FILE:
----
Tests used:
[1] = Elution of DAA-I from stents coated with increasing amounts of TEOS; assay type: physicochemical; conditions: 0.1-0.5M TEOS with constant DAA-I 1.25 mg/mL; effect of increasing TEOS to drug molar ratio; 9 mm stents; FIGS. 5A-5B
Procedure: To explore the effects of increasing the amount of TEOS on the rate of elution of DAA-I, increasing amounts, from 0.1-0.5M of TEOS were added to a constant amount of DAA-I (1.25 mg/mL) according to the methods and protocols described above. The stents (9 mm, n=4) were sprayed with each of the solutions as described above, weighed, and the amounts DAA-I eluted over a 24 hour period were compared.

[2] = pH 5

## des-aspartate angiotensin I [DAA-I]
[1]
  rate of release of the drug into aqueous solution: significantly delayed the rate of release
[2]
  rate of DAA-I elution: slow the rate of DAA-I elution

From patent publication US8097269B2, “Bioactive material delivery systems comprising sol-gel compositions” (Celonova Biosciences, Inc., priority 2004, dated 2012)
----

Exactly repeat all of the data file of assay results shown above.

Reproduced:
Tests used:
[1] = Elution of DAA-I from stents coated with increasing amounts of TEOS; assay type: physicochemical; conditions: 0.1-0.5M TEOS with constant DAA-I 1.25 mg/mL; effect of increasing TEOS to drug molar ratio; 9 mm stents; FIGS. 5A-5B
Procedure: To explore the effects of increasing the amount of TEOS on the rate of elution of DAA-I, increasing amounts, from 0.1-0.5M of TEOS were added to a constant amount of DAA-I (1.25 mg/mL) according to the methods and protocols described above. The stents (9 mm, n=4) were sprayed with each of the solutions as described above, weighed, and the amounts DAA-I eluted over a 24 hour period were compared.

[2] = pH 5

## des-aspartate angiotensin I [DAA-I]
[1]
  rate of release of the drug into aqueous solution: significantly delayed the rate of release
[2]
  rate of DAA-I elution: slow the rate of DAA-I elution

From patent publication US8097269B2, “Bioactive material delivery systems comprising sol-gel compositions” (Celonova Biosciences, Inc., priority 2004, dated 2012)